Michael Dell is facing competition to keep control of the company he founded after a rival bids emerged for the PC marker to challenge the option that had been put forward to take the firm private.
The original offer from Silver Lake and Michael Dell valued the firm at $24.4bn but it received criticism from some shareholders who believed that it undervalued the firm and there was a prospect of finding better alternatives.
Over the weekend it emerged that Dell's board would have to consider other bids with one from Blackstone Group and another from Carl Icahn, who has already been very critical of the Silver Lake and Michael Dell bid, both expected to equal or better the original offer.
According to the wires Icahn is offering $15 per share, Blackstone around $14.25 which both beat the $13.65 that was offered by Silver Lake and Dell. In its response to some criticism of the process Dell's board had stated that it would look at all offers seriously if more were submitted.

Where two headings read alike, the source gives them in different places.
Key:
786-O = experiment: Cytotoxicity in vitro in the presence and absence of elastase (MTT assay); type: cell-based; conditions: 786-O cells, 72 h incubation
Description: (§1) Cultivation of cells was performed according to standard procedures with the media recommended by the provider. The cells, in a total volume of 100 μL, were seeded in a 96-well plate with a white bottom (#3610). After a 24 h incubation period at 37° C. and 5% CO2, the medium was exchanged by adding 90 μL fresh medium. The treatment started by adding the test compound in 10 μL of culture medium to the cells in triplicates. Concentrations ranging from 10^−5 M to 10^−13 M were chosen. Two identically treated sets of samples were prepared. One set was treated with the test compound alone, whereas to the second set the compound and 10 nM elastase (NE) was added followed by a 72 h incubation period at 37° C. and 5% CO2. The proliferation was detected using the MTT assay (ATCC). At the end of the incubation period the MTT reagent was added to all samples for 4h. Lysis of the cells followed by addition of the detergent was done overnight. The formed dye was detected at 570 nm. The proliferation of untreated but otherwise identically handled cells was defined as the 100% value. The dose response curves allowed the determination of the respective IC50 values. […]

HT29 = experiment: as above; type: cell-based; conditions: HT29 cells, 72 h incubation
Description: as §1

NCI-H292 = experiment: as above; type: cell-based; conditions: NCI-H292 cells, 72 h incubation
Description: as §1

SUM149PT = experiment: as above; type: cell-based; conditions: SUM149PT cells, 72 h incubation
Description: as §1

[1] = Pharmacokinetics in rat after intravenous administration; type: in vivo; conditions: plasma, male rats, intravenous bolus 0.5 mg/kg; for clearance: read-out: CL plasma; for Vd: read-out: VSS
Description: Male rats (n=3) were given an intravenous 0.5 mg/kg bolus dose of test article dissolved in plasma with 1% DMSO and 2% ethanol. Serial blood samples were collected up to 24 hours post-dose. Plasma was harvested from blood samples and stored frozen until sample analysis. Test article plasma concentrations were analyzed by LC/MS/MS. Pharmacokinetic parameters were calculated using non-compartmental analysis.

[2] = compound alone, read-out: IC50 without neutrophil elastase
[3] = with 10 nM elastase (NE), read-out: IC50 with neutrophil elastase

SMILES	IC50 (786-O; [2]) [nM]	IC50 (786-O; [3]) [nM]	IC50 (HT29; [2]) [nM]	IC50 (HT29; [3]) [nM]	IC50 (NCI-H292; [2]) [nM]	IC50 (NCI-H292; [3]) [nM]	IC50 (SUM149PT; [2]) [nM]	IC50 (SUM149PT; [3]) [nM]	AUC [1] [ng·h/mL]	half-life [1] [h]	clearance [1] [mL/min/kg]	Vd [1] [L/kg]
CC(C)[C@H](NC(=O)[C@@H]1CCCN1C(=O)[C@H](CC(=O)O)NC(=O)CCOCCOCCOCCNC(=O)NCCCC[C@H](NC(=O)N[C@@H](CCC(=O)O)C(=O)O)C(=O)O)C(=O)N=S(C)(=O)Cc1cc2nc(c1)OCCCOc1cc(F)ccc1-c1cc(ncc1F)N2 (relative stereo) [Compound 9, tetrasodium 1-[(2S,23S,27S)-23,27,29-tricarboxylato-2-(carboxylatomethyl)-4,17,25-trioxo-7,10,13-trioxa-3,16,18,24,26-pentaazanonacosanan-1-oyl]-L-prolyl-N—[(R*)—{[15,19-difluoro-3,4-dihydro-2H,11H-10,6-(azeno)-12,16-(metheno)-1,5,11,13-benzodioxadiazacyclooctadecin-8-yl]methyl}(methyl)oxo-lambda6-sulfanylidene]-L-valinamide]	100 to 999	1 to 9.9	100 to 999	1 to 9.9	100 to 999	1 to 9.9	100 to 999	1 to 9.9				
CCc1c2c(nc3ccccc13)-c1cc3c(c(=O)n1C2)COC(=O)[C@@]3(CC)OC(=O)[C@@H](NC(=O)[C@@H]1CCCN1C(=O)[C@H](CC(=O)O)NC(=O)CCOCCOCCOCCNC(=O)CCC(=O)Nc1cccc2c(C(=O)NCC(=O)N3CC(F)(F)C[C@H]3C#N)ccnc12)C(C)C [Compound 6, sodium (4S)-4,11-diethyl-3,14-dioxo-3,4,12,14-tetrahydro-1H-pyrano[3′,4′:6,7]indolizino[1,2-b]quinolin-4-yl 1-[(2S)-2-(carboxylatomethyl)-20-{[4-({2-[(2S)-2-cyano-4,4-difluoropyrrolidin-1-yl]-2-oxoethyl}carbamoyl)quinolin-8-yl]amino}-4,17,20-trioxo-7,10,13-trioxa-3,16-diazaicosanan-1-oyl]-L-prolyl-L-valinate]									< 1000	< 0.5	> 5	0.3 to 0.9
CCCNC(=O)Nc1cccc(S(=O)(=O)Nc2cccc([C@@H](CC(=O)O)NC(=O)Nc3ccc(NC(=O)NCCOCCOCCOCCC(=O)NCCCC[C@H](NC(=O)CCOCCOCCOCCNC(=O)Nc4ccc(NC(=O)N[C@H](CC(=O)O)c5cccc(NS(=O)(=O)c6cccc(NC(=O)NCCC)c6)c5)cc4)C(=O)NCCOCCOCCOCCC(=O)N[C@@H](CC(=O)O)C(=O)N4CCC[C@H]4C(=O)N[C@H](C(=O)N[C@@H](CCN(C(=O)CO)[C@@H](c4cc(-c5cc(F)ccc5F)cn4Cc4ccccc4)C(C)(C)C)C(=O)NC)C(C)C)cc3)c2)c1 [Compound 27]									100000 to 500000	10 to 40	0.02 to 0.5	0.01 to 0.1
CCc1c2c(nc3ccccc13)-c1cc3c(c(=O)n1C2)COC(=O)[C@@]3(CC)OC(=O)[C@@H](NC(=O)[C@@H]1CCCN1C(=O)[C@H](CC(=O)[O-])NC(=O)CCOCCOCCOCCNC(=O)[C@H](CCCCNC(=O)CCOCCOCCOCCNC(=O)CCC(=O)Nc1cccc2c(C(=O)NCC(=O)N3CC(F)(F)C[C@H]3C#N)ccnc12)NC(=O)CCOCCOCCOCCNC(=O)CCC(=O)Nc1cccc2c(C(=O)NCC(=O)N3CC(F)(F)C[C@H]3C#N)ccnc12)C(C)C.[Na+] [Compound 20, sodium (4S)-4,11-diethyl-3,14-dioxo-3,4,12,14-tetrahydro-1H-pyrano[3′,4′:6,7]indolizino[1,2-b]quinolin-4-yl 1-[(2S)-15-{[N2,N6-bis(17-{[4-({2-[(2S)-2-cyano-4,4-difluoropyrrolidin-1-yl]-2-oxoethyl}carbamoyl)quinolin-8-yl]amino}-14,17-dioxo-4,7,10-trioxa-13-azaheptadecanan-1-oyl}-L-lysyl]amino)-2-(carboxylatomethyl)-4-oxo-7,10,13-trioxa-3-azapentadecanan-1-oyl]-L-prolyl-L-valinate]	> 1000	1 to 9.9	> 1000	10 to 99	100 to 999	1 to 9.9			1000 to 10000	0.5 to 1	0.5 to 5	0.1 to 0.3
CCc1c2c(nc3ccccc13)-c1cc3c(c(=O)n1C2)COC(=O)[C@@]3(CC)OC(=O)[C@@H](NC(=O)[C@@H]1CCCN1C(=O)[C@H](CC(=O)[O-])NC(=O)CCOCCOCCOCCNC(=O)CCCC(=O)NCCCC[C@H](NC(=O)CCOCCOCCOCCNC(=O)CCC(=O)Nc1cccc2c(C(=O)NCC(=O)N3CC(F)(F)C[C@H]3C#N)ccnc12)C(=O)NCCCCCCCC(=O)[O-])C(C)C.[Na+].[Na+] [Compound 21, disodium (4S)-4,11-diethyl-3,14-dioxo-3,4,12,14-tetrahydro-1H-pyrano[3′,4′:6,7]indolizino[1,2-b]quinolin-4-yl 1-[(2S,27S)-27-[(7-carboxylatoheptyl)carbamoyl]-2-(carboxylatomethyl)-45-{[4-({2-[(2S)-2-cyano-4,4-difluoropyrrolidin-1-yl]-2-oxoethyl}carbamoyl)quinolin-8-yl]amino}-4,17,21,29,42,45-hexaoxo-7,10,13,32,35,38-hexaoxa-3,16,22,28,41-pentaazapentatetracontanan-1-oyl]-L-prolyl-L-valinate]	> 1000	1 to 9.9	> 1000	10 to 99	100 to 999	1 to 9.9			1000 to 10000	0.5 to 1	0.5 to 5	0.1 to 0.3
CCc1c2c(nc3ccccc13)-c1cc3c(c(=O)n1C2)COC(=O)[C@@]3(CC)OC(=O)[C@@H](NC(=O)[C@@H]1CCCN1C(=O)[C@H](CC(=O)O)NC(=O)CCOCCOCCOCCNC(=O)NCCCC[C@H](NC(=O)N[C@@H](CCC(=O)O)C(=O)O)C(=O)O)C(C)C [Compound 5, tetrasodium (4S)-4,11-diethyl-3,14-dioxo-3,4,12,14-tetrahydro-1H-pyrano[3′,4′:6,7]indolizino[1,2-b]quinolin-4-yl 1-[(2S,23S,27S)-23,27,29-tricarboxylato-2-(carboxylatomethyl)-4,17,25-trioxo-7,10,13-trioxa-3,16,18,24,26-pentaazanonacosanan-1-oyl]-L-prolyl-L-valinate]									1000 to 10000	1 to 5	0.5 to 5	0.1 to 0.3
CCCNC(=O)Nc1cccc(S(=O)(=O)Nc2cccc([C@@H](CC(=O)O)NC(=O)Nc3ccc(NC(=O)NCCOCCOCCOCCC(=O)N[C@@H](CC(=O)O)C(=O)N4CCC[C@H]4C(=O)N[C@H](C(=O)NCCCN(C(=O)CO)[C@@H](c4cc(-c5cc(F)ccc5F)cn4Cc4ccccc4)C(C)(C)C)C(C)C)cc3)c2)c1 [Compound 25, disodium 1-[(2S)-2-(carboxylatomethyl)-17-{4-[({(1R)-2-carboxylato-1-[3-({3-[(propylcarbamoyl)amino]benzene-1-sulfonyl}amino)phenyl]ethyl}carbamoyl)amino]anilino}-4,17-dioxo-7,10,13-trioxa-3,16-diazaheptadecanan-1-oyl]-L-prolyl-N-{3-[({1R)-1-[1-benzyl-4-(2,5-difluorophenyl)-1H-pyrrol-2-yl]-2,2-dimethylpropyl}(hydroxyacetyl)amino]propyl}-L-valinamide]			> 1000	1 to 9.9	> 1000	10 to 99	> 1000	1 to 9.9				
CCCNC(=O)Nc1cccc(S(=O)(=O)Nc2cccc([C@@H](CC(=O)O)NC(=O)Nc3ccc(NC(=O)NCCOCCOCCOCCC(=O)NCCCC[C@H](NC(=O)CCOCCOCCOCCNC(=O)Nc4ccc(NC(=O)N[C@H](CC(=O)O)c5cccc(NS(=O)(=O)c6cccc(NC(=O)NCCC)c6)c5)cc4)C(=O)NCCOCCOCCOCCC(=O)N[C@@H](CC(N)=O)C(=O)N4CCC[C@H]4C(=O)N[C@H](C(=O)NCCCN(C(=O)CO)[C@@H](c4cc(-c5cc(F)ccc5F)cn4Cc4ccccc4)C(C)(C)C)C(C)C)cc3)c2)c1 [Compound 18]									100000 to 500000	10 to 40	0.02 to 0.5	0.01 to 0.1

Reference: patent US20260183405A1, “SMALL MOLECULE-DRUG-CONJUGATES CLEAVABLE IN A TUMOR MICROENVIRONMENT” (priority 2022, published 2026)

One of the elements of both the Blackstone and Icahn bids is that a portion of Dell remains public, which was not the original plan proposed by Michael Dell, making it a slightly harder decision for the board than just judging bid value.
A worry for those hoping that the whole process would have been wrapped up fairly soon is that the additional bids, with the prospect of even more hats being thrown into the ring, could stretch it out for months.